off the bat is that XG2Lite writer is small and compact
as compared to other flash devices; it's roughly the
size of two GBA cartridges laid side by side, and the
entire thing is even smaller than a closed GBA SP.
XGWriter, XG2Lite Flash card,
and supplied USB cable.
comparison of the XGWriter
and a GBA SP.
Installation & USB Connection
Installation should have been easy enough, but there
are no printed instructions anywhere in the package,
making this process bewildering for neophytes. I also
hit a snag when I attempted to copy the drivers and
Manager program onto my PC's hard disk--the .zip file
on the included floppy was corrupted and couldn't be
read. So off to the XG2 web site I went, and promptly
downloaded the latest version (v2.20) of their drivers
and manager program. Remember, it's
always advisable to get the latest driver and software version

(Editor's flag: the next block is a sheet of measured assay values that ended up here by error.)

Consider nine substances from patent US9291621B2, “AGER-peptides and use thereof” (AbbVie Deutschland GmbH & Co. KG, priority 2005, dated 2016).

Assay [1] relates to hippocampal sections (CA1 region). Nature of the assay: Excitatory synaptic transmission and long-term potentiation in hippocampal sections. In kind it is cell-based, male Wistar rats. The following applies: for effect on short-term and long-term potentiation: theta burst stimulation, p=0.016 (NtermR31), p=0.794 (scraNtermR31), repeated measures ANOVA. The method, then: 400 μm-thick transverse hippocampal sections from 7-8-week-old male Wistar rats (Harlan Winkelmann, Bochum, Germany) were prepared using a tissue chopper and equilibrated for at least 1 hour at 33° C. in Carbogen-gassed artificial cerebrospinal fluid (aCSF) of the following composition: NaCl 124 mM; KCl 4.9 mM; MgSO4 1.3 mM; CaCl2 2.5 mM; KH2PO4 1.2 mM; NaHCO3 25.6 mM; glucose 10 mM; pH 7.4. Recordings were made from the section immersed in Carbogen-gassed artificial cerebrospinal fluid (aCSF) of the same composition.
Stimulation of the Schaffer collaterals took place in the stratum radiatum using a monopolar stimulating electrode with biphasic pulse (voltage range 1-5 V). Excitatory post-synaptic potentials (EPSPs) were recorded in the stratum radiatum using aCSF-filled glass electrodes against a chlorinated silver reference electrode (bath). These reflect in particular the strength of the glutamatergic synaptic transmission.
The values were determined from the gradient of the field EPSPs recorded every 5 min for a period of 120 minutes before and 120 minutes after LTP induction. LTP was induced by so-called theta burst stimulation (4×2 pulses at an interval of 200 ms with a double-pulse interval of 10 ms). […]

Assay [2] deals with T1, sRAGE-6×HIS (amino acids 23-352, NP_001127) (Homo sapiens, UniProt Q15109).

for your Operating System.
Once everything was copied to a folder in my hard
drive, the next step was to plug the writer to your
PC's USB port. Immediately Windows detected this new
USB hardware and installed the proper drivers for it.
The only thing left to do was to launch the XGFlash
XGWriter in action, with the XG2Lite
flash cart inside.
The XG FLash Manager
Using the program was straightforward enough; just
add whatever ROM image you want to flash on the cart,
and press "Write all" once you're done. The
selected ROMs will display their corresponding ROM size
and Saver size, and there's also a handy indicator at
the bottom bar that tells you how much space the cart
has left so you can keep track.
XG2 Flash Manager program, showing ROMS
be written to the cart.
Flash times are somewhat of a breeze, thanks to the
USB connection, and the software includes an easy to
use menu generator that's enabled by default--this menu
pops up after you load the cart into your GBA. The data
flashed on the cart is highly reliable, including precious
saved game data, thanks to the cart's rechargeable battery.
I've flashed and reflashed data on the cart lots of
times now, with the data always intact; I've yet to